They are very thorough, scanning the yard for foot prints, combing through the entire house to be sure nobody is hiding in a closet, examining the box of curtains outside for evidence. The lead cop scratches his head. "I don't know what happened, here, but we'll get to the bottom of it," he explains. "It seems like too strange a coincidence that the TV disappeared when the curtains arrived, so I guess I'll start at Big Department Store. I gotta admit, though, this is a first for me.. investigating a theft of an item that was never supposed to be here in the first place."
After this it gets all CSI-y. "Please don't touch anything, ma'am," they instruct. "Please leave the box of curtains outside just as it is, as it may contain useful fingerprints." "Would you recognize the delivery man if you saw him again?" "Any distinguishing marks on his vehicle?" "Do a thorough search of your house and let us know if anything is out of place." This last one cracks me up - on a good day our house looks like it has been ransacked, so how the hell would I know?
An idea pops into my head: maybe the delivery guy brought us to the TV in error and came back to switch it for the curtains? I suggest this to the cops, and they think on it. "I hope that is the case, Ma'am," the lead cop says, "it is more desirable than a burglary. But Big Department Store doesn't sell TVs, the curtains weren't brought inside, and how the heck would he get past HER?" He points to the next room where I have put Casper. She is growling and throwing herself against the door. I concede that it's a mystery.
They leave, promising to get back to me tonight. My mind reels, running through scenarios. Credit card fraud? But why bother with the whole delivery charade, when he could have just stolen it? Did I order a TV and then forget about it? No, I'm sober now, and as disorganized as I can be I think I'd remember something like that. I realize how crazy the whole story must have sounded to the police; I'm grateful they took me seriously at all.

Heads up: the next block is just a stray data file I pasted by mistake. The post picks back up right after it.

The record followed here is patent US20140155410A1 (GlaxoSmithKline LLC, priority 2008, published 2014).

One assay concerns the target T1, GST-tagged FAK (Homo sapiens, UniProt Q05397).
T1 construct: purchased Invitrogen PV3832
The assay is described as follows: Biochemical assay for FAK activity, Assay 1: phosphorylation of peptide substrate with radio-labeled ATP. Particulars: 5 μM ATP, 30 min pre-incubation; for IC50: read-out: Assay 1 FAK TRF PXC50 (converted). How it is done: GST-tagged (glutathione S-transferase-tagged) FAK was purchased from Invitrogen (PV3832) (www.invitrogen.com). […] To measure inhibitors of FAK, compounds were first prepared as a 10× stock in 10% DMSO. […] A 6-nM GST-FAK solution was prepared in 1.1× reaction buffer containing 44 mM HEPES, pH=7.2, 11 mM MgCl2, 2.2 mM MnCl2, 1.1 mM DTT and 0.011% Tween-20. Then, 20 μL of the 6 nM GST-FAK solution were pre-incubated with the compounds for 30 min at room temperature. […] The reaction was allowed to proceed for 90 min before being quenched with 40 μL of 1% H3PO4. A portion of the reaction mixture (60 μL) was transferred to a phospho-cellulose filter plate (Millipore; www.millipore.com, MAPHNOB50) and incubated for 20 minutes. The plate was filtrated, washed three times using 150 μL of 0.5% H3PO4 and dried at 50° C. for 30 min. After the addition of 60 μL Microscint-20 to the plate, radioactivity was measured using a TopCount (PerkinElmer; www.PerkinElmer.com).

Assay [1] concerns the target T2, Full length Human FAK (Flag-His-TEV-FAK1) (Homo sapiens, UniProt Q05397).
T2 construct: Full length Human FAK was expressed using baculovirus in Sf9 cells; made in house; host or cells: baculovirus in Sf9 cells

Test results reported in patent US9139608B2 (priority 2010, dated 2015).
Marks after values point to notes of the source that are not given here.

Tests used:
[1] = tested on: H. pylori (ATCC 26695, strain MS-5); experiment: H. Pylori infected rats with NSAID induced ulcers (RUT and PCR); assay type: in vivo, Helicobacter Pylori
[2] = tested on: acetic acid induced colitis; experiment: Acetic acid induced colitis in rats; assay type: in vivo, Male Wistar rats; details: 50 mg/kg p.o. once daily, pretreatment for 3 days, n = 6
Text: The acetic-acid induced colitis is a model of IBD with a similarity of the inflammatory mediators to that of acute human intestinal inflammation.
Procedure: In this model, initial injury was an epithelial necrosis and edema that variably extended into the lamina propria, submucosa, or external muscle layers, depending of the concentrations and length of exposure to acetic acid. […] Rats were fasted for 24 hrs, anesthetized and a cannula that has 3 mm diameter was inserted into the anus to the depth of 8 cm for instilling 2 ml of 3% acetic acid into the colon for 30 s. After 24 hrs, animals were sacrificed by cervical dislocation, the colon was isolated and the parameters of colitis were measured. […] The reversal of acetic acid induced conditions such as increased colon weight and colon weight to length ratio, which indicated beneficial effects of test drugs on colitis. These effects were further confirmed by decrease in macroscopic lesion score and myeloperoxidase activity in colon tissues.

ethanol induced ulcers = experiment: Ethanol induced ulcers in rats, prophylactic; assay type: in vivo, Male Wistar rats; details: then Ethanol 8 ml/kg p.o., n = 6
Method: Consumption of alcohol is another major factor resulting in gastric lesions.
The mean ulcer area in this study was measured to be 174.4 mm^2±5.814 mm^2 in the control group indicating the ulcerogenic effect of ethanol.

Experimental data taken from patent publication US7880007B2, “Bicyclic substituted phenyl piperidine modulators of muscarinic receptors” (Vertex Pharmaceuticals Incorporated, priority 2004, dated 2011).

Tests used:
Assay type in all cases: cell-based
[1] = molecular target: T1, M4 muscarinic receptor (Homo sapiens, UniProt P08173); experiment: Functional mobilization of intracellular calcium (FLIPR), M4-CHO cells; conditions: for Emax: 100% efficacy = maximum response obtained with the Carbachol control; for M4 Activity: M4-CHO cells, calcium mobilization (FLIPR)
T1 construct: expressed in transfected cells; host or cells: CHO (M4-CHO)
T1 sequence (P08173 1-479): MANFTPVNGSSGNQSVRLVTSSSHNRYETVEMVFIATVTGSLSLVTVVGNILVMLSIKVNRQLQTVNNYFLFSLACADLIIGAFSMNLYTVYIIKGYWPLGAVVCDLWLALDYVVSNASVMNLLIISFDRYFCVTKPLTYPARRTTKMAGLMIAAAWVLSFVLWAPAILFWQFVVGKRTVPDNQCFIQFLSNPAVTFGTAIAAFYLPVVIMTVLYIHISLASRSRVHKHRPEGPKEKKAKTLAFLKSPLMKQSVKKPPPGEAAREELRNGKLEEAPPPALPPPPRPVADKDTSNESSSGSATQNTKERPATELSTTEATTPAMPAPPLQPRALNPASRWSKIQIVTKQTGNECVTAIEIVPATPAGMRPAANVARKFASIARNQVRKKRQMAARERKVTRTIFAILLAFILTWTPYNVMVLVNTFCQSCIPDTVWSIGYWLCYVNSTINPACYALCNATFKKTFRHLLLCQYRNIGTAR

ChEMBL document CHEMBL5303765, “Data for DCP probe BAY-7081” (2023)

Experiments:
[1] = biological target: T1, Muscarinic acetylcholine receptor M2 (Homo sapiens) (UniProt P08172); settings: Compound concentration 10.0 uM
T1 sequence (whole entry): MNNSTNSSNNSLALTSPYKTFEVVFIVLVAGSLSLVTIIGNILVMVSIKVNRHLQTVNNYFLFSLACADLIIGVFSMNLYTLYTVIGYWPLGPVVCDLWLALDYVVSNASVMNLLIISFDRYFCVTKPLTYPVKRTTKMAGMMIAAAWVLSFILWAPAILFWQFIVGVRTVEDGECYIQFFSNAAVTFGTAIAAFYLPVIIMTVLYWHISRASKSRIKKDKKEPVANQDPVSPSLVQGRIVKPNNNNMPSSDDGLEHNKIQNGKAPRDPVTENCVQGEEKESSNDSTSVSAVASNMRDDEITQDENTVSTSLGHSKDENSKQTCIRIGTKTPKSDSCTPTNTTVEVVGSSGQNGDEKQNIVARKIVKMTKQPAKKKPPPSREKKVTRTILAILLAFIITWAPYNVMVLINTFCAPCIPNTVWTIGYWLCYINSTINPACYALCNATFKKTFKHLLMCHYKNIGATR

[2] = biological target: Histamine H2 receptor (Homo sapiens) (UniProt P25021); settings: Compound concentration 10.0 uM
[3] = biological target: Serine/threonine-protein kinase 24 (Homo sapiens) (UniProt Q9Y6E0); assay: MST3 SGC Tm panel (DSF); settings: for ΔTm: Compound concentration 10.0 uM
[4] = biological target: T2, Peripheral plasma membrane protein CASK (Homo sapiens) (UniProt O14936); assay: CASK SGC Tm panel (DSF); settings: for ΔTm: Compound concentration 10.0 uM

At 7:15pm the policeman is back. Big Department Store subcontracts out their deliveries, so it took a while for him to track down the driver. The explanation is simple. The delivery guy brought us the TV in error. When he got to the next residence and tried to give them curtains, instead of a big beautiful flat screen TV, he realized his mistake. He brought the curtains back to us, found the door unlocked, braved the dog and took the TV. He didn't leave a note, because he thought it would be obvious what happened. The cop says we can press charges if we want ... even though the door was unlocked it is still breaking & entering.
We don't want to press charges - what he did involved a lot of really bad judgement, but not criminal intent, and we figure a call from the cops to him, and his superior, is enough of a lesson. It still doesn't explain how he got by the dog, but it was an eye opener to me that I need to lock the door even for a ten minute trip to the post office with a huge white guard dog at home.
So it all worked out fine. Except now I mourn the loss of a flat screen TV that was never mine in the first place.